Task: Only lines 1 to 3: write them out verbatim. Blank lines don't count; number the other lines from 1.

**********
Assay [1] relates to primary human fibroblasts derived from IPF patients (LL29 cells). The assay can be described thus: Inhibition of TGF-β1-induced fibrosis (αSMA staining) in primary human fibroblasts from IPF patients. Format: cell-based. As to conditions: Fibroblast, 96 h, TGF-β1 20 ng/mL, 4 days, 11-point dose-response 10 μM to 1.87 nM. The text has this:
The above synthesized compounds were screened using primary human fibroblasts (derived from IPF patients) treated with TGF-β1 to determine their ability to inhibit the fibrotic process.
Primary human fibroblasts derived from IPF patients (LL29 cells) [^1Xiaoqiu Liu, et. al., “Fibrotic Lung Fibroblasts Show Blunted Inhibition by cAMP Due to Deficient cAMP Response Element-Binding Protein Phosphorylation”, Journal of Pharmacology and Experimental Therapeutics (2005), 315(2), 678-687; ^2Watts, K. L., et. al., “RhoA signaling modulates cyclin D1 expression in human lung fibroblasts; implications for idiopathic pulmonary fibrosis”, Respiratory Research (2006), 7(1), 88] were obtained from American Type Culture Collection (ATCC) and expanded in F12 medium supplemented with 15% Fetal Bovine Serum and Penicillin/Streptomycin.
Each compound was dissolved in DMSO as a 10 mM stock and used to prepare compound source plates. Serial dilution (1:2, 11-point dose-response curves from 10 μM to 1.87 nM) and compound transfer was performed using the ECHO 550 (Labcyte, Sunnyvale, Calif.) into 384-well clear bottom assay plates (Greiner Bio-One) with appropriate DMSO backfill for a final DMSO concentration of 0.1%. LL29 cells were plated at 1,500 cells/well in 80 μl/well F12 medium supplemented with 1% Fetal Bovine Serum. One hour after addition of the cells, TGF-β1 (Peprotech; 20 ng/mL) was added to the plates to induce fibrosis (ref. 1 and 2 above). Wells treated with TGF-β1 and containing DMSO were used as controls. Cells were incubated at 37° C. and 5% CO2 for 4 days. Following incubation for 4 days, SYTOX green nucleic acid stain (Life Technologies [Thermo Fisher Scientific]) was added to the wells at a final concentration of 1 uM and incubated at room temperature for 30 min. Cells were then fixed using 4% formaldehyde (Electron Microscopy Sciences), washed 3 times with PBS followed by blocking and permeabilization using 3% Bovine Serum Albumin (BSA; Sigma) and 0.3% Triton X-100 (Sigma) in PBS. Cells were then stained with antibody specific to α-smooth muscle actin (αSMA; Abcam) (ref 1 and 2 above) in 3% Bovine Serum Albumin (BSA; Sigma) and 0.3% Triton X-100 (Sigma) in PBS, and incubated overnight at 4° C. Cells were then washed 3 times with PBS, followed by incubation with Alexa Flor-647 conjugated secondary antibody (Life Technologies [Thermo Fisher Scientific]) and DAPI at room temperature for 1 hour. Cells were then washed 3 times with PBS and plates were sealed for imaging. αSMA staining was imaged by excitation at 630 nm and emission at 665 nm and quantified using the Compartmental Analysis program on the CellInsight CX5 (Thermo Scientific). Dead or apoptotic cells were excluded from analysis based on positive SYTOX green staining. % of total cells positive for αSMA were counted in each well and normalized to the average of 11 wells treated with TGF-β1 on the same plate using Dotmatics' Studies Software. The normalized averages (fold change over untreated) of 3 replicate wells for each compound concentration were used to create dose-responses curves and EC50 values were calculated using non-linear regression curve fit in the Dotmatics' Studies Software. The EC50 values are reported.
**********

Assay [1] relates to primary human fibroblasts derived from IPF patients (LL29 cells). The assay can be described thus: Inhibition of TGF-β1-induced fibrosis (αSMA staining) in primary human fibroblasts from IPF patients. Format: cell-based. As to conditions: Fibroblast, 96 h, TGF-β1 20 ng/mL, 4 days, 11-point dose-response 10 μM to 1.87 nM. The text has this:
The above synthesized compounds were screened using primary human fibroblasts (derived from IPF patients) treated with TGF-β1 to determine their ability to inhibit the fibrotic process.
Primary human fibroblasts derived from IPF patients (LL29 cells) [^1Xiaoqiu Liu, et. al., “Fibrotic Lung Fibroblasts Show Blunted Inhibition by cAMP Due to Deficient cAMP Response Element-Binding Protein Phosphorylation”, Journal of Pharmacology and Experimental Therapeutics (2005), 315(2), 678-687; ^2Watts, K. L., et. al., “RhoA signaling modulates cyclin D1 expression in human lung fibroblasts; implications for idiopathic pulmonary fibrosis”, Respiratory Research (2006), 7(1), 88] were obtained from American Type Culture Collection (ATCC) and expanded in F12 medium supplemented with 15% Fetal Bovine Serum and Penicillin/Streptomycin.